This was an exciting project because it allowed me to incorporate some of the insights from my psychology courses as we spent an entire summer conducting interviews and performing a literature review. During the fall semester, we took our findings and designed a “blast attenuator” device for a mortar weapon system that would direct the damaging blast away from the brains of the service members firing the weapon. This design will hopefully be further refined by future teams.
We also designed an experiment to measure the physiological and cognitive effects and the exact magnitude of the mortar weapon systems’ blasts upon firing. We were able to travel to Fort Benning to conduct this experiment.
We have won two presentation awards for our work at different conferences and now are working on a research article to publish our findings. I am especially proud of this project, not because of the awards that we have won or for the possibility of having my name in an established research journal, but because my team worked well together and because we are making a real impact in the lives of those who serve us.
Which professor or class made a big impact on you?
A class that made a huge impact on me was The Art of Telling Your Story (BMED 4000), taught by Janece Shaffer, Joe Le Doux, and Cristi Bell-Huff. This class was so impactful because it showed me that the science world doesn’t have to be 100% technical — and that soft skills, like effective communication, are essential. After taking and being inspired by the connections formed in this class, I have been a teaching assistant for it for the past two semesters. Each semester I learn something new from the instructional team and from the students in the class. I have a passion for sharing stories, as a poet, and love being a part of this course.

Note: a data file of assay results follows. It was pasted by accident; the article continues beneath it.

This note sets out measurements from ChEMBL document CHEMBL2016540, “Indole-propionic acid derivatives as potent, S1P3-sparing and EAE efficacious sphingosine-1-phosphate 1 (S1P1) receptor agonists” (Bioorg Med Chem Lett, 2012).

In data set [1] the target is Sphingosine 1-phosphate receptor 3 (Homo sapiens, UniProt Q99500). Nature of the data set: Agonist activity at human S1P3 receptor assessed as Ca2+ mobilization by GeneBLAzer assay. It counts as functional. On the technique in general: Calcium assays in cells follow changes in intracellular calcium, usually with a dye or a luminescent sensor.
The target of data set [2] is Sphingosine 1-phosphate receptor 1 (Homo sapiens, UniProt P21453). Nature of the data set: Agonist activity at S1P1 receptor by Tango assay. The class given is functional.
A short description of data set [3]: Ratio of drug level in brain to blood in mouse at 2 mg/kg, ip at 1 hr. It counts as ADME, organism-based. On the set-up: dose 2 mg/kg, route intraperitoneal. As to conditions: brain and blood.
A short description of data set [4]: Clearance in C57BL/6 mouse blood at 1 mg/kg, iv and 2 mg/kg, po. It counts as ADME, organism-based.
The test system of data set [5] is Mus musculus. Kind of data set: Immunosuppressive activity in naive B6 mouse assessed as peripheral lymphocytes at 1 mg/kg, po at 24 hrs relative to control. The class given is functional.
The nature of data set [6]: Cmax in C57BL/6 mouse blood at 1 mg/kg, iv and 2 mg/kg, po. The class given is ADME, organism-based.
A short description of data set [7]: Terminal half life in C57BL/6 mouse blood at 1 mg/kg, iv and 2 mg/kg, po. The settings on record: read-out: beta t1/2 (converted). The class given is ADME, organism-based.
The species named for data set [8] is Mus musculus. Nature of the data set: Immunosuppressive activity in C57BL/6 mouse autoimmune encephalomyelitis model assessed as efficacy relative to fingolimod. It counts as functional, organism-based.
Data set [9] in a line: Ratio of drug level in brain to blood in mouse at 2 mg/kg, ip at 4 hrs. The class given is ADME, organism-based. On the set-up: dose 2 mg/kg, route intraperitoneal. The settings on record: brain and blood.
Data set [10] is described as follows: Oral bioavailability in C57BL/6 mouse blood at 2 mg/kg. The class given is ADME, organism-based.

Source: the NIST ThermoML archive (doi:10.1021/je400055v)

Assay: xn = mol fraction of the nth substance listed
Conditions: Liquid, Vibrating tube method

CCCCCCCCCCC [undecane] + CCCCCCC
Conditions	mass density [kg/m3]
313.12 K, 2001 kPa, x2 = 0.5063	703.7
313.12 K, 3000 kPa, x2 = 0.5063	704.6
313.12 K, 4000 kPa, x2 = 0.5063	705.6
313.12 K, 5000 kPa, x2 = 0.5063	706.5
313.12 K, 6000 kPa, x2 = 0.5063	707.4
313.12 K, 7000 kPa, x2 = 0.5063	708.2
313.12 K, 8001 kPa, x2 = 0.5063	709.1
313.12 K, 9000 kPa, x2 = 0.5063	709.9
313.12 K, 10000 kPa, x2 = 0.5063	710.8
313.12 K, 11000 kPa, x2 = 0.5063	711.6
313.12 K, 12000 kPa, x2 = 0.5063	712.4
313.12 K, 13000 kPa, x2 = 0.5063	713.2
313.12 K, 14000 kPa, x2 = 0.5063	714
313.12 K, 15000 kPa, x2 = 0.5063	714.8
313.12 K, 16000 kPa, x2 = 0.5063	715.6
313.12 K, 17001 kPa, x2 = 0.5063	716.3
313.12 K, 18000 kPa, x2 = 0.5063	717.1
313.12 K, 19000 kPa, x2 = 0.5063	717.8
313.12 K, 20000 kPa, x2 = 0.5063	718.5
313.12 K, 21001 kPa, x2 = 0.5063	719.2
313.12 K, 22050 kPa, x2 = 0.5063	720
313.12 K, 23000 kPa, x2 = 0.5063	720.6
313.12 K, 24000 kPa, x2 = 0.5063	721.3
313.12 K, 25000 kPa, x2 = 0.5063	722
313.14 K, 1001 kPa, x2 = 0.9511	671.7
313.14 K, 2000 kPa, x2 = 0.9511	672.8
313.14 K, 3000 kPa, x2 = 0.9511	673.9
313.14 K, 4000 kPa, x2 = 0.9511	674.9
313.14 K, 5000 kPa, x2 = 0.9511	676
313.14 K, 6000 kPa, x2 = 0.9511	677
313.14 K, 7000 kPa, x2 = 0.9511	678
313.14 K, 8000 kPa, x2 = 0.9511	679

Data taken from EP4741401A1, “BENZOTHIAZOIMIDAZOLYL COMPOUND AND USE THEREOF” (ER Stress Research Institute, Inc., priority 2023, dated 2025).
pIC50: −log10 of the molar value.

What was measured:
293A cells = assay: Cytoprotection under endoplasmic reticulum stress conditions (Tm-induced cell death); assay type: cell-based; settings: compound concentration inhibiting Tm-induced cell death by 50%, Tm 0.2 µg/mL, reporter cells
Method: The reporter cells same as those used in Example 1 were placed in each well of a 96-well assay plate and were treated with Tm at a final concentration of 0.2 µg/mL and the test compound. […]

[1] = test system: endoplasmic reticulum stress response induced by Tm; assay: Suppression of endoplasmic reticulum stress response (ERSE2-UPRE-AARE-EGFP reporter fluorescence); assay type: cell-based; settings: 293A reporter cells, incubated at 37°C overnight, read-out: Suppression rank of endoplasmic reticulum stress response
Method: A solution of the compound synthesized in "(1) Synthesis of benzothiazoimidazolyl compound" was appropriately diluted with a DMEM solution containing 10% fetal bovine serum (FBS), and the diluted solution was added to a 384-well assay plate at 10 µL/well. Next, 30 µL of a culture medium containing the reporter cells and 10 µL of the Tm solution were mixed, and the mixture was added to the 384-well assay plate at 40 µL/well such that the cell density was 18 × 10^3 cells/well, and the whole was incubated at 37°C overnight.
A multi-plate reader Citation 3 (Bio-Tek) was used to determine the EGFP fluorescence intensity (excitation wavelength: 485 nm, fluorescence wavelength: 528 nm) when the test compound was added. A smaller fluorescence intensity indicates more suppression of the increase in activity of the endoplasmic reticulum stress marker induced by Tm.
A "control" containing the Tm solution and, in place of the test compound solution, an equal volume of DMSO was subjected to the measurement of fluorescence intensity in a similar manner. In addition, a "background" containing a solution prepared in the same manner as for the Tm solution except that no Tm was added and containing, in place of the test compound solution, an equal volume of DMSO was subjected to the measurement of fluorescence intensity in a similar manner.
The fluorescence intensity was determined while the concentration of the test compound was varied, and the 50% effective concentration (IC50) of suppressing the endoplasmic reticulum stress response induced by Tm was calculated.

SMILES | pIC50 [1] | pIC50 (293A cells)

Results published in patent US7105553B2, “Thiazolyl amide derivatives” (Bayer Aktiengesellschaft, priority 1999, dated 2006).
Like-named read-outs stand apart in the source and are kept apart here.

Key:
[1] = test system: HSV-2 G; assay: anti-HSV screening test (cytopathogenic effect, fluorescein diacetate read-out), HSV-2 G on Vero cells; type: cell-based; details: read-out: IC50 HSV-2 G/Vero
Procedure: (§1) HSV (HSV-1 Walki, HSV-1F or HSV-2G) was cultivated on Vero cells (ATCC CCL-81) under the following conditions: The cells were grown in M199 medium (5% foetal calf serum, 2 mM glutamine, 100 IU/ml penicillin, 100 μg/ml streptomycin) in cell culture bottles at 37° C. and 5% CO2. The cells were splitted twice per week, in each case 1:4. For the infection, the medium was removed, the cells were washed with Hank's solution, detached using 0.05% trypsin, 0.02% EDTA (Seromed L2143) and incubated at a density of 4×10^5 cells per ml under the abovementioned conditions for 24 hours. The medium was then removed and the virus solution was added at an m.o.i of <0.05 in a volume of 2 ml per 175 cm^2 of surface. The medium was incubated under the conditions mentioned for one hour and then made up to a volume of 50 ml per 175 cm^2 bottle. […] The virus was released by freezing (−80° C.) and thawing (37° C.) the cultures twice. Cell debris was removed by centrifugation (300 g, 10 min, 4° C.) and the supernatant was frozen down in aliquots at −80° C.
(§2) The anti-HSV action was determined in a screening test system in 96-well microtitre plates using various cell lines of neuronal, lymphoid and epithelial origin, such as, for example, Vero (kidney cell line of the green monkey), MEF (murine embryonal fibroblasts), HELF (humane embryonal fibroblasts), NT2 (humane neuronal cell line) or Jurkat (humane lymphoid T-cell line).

What is your most vivid memory at Georgia Tech?
I have had so many amazing memories at Georgia Tech! One of my most vivid memories at Tech is actually one from my first semester. I was in a freshmen lounge with a few other people from my Classical Physics I course.
We had a test that week and were trying to work through some problems that we didn’t understand. The white board was covered with acceleration and velocity equations, and across the room was an older student who didn’t appear to be paying any attention to us. After some time, we looked up from the problem we were working on to realize he had left. We continued to discuss the best equation to use for the problem we were working on.
About thirty minutes later, we heard the door to the lounge creak open and then quickly shut. One of the people with me walked over towards the door to investigate. On the floor sat a bright blue box scribbled on with Sharpie: “Because every 1st year studying on Friday night deserves a donut! #stayhype.” Inside were a dozen Sublime Doughnuts.
In this moment, I fell in love with Georgia Tech even more. It showed me that we are all looking out for each other and willing to help and support each other, any way we can. Georgia Tech is full of caring, smart, and passionate people — and that is why I love it.
Where are you headed after graduation?
After graduation I am getting married to another Tech graduate, Alejandro Muñoz, and we are moving up to Prairie du Chien, Wisconsin. I will be joining 3M as an optimized operations engineer.
At Georgia Tech, I fell in love with learning, and I wanted to be sure my future job would provide continuous education opportunities. I am excited for my role at 3M since I will be joining their Optimized Operations Developmental Program. This will allow me to grow and expand upon the lessons I have learned at Tech. I also hope to continue writing and sharing poetry.
Are you joining Commencement festivities?
I will be attending Commencement! I am most looking forward to walking across the stage, and feeling the peace that I have actually done it come over me. My family and fiancé will be in the stands — and I know how proud they are of me.